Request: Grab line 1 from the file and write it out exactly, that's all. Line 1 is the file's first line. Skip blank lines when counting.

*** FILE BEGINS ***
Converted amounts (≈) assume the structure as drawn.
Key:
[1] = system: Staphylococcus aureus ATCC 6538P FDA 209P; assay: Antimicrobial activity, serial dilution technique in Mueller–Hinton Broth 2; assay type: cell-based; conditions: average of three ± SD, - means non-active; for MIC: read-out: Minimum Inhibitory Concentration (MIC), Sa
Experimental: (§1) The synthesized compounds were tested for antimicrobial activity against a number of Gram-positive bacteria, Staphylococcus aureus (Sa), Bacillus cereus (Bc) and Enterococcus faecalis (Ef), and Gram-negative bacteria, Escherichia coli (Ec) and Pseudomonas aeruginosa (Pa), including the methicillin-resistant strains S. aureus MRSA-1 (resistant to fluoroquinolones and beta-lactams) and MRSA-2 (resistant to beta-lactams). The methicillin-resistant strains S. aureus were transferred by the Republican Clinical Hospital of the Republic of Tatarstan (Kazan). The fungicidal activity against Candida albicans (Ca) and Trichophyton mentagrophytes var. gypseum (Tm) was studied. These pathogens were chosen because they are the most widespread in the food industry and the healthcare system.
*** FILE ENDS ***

Converted amounts (≈) assume the structure as drawn.